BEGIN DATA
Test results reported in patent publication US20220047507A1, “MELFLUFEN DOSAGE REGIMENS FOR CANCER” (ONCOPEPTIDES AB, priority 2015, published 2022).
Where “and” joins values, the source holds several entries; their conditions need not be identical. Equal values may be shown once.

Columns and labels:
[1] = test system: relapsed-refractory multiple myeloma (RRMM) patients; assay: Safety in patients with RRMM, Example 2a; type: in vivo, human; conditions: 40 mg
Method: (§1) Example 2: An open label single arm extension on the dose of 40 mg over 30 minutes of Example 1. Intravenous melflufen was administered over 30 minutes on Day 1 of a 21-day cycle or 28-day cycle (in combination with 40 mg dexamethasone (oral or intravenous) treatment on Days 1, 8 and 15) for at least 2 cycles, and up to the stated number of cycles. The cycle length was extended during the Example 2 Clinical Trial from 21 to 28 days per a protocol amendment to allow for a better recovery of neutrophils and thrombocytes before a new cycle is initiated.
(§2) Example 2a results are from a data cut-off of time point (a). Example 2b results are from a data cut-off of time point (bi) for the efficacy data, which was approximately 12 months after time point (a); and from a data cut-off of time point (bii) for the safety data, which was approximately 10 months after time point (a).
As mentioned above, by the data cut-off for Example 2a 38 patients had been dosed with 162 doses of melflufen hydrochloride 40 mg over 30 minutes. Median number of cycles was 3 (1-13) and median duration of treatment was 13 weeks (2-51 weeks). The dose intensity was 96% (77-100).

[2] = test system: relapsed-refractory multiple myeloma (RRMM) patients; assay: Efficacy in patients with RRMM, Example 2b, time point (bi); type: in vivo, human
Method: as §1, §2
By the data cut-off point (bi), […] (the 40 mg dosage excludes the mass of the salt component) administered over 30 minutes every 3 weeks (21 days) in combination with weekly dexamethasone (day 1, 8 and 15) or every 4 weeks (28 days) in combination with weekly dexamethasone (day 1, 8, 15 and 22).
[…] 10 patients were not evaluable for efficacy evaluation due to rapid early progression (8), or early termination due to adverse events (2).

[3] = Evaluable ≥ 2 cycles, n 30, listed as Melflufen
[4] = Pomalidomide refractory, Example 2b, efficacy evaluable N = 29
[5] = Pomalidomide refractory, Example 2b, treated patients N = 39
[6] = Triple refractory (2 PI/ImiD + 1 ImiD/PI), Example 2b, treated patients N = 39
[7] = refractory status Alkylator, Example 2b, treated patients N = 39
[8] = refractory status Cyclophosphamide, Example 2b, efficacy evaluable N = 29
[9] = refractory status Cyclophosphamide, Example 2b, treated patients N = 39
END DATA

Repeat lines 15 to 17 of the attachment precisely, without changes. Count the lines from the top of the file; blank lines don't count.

[6] = Triple refractory (2 PI/ImiD + 1 ImiD/PI), Example 2b, treated patients N = 39
[7] = refractory status Alkylator, Example 2b, treated patients N = 39
[8] = refractory status Cyclophosphamide, Example 2b, efficacy evaluable N = 29